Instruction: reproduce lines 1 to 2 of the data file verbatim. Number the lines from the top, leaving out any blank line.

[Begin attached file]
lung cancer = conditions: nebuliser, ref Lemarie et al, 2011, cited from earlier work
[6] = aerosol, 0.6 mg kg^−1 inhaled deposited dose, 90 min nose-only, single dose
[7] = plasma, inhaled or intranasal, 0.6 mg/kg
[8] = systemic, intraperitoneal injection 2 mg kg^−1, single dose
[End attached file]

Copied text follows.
lung cancer = conditions: nebuliser, ref Lemarie et al, 2011, cited from earlier work
[6] = aerosol, 0.6 mg kg^−1 inhaled deposited dose, 90 min nose-only, single dose